Deconstructing Aronofsky. Mother! is told from Mother Nature’s perspective, but I don’t think we’re meant to completely agree with her character. She laments that her unconditional love and approval is “not enough” for her husband. She just wants to have a family, but he is too distracted by his work to ever make love to her. But stop and think about what this means in terms of the allegory. If the poet’s fans represent the human race, then it seems like we’re meant to imagine Mother Nature lamenting the creation of humanity because she feels like she’s not enough for God. The suggestion seems to be that if the Earth were enough for God apart from any human inhabitants, then God wouldn’t have felt the need to create humanity, and we wouldn’t be around to destroy the environment. But this doesn’t make sense. If God didn’t feel the need to create, then Mother Earth wouldn’t have any children, either.

Thus the movie calls for a kind of deconstruction. Mother! imagines humanity as an outside force, something that invades and corrupts nature but is not part of nature. But why assume that? If instead we assume that humanity is part of nature — that the people in the film are not “houseguests” but are family members who are part of the household — then we avoid the temptation to burn down the house just to get rid of them. (This is the same temptation, by the way, that Aronofsky explored in his previous film where Noah plans to intentionally destroy all of humanity in order to save the environment.)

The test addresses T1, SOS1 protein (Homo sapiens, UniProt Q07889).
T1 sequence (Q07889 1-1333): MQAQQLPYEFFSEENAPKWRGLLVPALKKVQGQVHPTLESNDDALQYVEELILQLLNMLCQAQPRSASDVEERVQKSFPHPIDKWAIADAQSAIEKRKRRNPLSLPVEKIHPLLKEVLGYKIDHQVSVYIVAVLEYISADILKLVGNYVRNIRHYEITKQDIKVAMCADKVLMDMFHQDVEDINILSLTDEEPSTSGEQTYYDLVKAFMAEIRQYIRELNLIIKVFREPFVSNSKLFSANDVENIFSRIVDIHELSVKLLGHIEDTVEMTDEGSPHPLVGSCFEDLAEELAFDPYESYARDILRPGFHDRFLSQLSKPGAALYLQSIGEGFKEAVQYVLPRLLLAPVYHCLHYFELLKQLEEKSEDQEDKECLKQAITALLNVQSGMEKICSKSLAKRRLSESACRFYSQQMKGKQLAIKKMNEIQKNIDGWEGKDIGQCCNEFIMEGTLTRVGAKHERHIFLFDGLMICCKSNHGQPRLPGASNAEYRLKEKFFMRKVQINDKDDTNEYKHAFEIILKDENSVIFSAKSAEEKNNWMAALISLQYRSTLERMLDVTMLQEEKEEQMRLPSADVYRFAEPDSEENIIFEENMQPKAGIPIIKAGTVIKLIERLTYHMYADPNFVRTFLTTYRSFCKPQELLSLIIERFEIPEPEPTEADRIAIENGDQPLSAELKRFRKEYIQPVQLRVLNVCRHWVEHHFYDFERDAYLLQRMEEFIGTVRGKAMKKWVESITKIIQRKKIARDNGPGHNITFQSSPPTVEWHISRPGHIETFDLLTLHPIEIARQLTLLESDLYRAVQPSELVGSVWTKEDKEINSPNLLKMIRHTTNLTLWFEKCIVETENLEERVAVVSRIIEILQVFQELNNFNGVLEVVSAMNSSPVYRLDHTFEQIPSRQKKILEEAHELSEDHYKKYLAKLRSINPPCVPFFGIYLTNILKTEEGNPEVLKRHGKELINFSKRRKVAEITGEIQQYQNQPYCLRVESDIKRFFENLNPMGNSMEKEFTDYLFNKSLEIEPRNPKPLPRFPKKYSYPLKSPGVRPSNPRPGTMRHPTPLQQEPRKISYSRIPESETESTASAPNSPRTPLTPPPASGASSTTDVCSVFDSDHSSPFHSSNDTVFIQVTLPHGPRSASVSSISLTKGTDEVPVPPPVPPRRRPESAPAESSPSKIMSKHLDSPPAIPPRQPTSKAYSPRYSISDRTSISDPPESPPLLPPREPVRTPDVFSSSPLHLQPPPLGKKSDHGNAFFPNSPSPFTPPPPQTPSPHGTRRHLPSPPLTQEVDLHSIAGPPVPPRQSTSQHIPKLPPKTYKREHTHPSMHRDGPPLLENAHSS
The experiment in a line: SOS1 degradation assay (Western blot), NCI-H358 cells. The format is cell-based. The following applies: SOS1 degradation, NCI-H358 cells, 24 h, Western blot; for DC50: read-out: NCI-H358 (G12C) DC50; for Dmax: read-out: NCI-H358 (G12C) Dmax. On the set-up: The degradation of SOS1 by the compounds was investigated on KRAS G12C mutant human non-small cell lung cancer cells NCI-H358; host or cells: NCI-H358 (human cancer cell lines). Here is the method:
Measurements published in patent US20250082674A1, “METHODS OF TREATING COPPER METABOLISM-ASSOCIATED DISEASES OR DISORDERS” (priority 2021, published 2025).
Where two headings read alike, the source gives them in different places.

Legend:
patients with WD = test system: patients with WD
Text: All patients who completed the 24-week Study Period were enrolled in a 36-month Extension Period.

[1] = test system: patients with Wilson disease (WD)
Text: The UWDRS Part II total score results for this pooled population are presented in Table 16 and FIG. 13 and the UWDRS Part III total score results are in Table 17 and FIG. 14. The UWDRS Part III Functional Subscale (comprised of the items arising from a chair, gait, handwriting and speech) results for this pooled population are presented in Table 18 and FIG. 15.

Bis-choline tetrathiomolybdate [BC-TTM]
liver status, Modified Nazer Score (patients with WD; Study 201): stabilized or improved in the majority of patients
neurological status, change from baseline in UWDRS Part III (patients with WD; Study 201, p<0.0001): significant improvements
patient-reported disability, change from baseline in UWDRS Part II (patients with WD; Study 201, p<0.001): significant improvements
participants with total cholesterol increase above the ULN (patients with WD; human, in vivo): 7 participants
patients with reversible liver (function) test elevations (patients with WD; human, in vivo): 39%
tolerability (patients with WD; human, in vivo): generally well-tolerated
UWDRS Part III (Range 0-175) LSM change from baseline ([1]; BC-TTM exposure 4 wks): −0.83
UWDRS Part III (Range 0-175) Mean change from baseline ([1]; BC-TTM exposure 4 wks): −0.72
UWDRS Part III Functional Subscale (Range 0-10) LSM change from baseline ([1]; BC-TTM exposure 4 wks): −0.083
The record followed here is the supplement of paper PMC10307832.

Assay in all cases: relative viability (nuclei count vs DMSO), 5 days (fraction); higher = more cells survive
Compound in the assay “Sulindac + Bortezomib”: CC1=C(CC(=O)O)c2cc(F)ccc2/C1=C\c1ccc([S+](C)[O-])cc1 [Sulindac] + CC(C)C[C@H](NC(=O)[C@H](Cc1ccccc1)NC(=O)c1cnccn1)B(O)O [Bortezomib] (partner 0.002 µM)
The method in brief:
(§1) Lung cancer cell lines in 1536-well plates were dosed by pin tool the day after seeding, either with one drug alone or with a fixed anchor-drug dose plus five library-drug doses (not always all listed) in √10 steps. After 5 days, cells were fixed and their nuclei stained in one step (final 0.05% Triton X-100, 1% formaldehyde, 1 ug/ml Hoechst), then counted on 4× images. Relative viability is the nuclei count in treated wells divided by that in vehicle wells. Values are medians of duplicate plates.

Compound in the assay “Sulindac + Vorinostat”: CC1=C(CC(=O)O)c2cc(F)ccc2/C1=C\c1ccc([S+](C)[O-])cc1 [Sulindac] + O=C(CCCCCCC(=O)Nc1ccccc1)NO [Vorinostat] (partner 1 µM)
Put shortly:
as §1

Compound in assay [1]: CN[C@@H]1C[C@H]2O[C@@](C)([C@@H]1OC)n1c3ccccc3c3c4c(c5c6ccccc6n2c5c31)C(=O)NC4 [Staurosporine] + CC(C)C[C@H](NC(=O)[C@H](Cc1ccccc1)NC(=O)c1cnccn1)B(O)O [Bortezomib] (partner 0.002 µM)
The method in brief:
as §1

The Bible portrays God as creating the first human being by “breathing” life into the “dust of the ground” (Gen. 2:7). So, allegorically speaking, we should see the Man and the Woman as the “children” of God and Mother Earth (the “dust”), not outsiders who show up from elsewhere, as in Mother! Thus the movie itself contains a hidden critique of Aronofsky’s picture of God as self-obsessed and humanity as an intruder in nature. —John McAteer


John McAteer is associate professor at Ashford University where he serves as the chair of the liberal arts program. Before receiving his PhD in philosophy from the University of California at Riverside, he earned a BA in film from Biola University and an MA in philosophy of religion and ethics from Talbot School of Theology.